When thinking about the wines of Southwest France, you are considering all the non-contiguous tiny sub-regions throughout the southwestern part of the country in Gascogne. There is not a regional AOC that covers the area, there are only specific communal appellations.
Starting in the Dordogne/Bergerac sub-region, you find that many of the wines are very similar to Bordeaux which it borders. For this review, I am looking at Monbazillac which produces liquoreux white wines. A liquoreux wine is a sweet wine that is produced from late-harvest botrytized grapes. Monbazillac uses Semillon, Sauvignon Blanc and Muscadelle, the same grapes used in Bordeaux's sweet wines.
1996 Chateau Belingard Monbazillac $40
Clear medium gold color in the glass with pronounced developed aromas of marmalade, honey, peach, citrus flowers and a bit of sulfur. Sweet with medium+ body, acidity and alcohol with sweet peach and almond flavors and a medium length honeyed finish. Very good/ drink now or hold.
Southwestern France's most famous wine is Cahors, a dark inky wine with plum and tobacco notes. It must contain a minimum of 70% Malbec, which is locally known as Cot, and up to 30% Merlot or Tannat. It is also the most easy to find locally.
(90% Malbec/ 10% Merlot) Clear, medium purple color in the glass with developing, light aromas of blueberry, prune, cedar, sawdust and mint. Dry, full body, medium acidity, alcohol and tannins with flavors of blueberry, black cherry, toast and vanilla in a medium length finish. Good/drink now.
2009 Chateau Labrande Cahors $10
(90% Malbec/ 10% Merlot) Clear, deep purple in the glass with medium intense developing aromas of black & blueberries with a slightly earthy hint of beets. Dry, medium+ body, alcohol, acidity and tannins with flavors mirroring the aromas in a medium+ length finish. Very good/drink now or hold.
2009 Gouleyant Cahors Malbec $12
In the glass, the wine was a clear, deep purple with medium- intense youthful aromas of black and blueberries with wildflowers. Dry, Medium+ body, alcohol, tannins and acidity with dark berry flavors in a medium+ length finish. Good, drink now or hold.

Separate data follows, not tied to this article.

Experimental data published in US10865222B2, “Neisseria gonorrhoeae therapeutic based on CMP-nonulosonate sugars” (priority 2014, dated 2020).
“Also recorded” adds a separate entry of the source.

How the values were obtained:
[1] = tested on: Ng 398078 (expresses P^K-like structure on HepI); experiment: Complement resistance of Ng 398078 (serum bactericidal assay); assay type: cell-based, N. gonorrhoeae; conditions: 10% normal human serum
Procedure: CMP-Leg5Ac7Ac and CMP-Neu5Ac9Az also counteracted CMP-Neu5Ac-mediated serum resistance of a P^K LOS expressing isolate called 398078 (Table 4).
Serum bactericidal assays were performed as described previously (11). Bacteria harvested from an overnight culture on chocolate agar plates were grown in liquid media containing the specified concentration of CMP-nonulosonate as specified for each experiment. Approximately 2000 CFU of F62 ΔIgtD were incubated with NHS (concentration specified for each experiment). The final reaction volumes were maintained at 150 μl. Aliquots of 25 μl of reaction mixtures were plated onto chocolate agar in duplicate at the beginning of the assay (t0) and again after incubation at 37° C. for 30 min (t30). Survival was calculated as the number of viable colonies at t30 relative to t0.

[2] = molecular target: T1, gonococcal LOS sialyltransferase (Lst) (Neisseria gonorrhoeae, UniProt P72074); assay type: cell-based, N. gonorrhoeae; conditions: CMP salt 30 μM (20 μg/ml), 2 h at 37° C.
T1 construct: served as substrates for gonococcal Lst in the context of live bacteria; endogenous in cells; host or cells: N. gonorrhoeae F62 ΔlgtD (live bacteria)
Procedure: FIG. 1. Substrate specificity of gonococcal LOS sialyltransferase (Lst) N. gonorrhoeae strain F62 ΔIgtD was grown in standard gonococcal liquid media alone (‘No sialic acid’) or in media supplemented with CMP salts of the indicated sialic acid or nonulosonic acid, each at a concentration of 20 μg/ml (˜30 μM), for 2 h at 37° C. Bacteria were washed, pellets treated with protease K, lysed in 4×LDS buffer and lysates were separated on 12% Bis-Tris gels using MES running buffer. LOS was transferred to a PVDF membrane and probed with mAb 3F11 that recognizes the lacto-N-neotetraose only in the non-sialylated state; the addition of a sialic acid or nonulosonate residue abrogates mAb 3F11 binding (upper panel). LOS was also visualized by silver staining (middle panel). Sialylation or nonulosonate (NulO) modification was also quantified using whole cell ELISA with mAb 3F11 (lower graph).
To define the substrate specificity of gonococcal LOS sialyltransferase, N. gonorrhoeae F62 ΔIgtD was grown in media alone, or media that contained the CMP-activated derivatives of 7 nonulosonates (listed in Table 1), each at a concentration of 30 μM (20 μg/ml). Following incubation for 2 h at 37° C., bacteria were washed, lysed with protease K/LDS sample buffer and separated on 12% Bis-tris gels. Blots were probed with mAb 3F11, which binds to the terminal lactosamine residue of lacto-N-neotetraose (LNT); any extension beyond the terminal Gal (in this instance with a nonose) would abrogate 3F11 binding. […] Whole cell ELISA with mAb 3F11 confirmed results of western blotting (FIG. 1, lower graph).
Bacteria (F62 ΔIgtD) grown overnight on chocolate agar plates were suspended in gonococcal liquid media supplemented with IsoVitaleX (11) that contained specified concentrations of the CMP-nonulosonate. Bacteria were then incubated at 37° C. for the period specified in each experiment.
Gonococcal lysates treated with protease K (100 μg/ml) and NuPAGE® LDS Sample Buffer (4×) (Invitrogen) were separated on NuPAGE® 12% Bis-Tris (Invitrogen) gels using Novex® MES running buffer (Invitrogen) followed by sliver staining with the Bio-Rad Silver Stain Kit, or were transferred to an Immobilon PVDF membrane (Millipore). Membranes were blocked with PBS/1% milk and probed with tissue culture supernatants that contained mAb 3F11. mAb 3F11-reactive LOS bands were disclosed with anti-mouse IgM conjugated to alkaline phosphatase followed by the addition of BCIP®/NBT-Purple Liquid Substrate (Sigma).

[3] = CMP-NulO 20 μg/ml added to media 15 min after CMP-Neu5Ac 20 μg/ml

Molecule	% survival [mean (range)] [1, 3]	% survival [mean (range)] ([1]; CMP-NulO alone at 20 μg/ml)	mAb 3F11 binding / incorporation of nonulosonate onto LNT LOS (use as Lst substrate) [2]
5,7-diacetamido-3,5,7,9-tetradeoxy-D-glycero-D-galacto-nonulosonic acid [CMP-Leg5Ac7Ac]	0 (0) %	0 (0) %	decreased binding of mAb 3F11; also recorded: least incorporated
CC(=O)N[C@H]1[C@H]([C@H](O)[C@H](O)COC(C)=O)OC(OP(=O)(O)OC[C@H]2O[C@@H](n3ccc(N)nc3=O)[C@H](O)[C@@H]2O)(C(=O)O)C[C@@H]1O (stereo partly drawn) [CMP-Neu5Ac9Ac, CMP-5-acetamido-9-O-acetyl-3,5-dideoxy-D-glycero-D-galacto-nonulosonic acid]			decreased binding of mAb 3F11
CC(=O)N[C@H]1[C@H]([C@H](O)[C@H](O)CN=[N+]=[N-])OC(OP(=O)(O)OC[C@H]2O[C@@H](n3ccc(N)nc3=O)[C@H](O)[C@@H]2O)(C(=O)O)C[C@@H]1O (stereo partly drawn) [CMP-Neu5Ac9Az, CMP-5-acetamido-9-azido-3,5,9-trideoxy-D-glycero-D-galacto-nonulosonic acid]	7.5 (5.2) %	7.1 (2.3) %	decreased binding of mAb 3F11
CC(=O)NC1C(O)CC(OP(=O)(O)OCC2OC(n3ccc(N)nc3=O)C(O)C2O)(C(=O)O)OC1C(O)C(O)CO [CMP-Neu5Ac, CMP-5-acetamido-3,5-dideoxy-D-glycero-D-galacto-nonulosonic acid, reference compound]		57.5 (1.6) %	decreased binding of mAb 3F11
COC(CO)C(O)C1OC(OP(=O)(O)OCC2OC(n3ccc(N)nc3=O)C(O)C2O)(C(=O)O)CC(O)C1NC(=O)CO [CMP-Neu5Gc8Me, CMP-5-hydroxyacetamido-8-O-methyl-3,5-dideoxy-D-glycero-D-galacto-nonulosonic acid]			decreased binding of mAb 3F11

2008 Clos La Coutale Cahors $16
Clear, medium purple in the glass with medium, developing aromas of ripe black & blueberries, plum, cassis with hints of tobacco. Dry, medium body, acidity and alcohol with medium+ tannins: the flavors mirror the aromas with a bit of vanilla added in the medium length finish. Very good/ drink now or hold.
All of these Cahor wines would work well with lightly seasoned roasted beef or leg of lamb.
In the Pyrenees sub-region, I am going to look at two distinctly different wines. First, the wines of Juracon in the foothills of the mountains where they produce both dry and sweet white wines primarily from Petit Manseng with Gros Manseng and Courbu. The sweet wines are late-harvested and may have botrytis characteristics.
2010 Cuvee du Bapteme Jurancon
Clear pale gold color in the glass with medium- youthful aromas of pear, apricot and citrus. Medium dry with medium body, acidity and alcohol with light flavors of citrus, honey and a bit of nuttiness with a medium length finish. Good/ drink now or hold.
Finally, I am looking at Madiran where they produce red wines from Tannat (40-60% of blend) with the addition of Cabernet Sauvignon, Cabernet Franc and/or Fer Servadou to complete the blend. The best wines should have a pronounced black fruit character with high amounts of soft, ripe tannins. While young, it can be very closed but should open up after 5 or 6 years.
Clear, deep ruby in the glass with medium-intense developing aromas of tobacco, vanilla, charcoal and blackberry. Dry, full body, medium+ acidity and alcohol with high tannins with a long finish.
Very good/ drink now or hold.
Overall, there seems to be both good wine and good value coming from southwestern France.
*side note- I was part of the Tannat blind judging panel for the Houston Livestock Show & Rodeo where the Chateau Montus received a silver medal.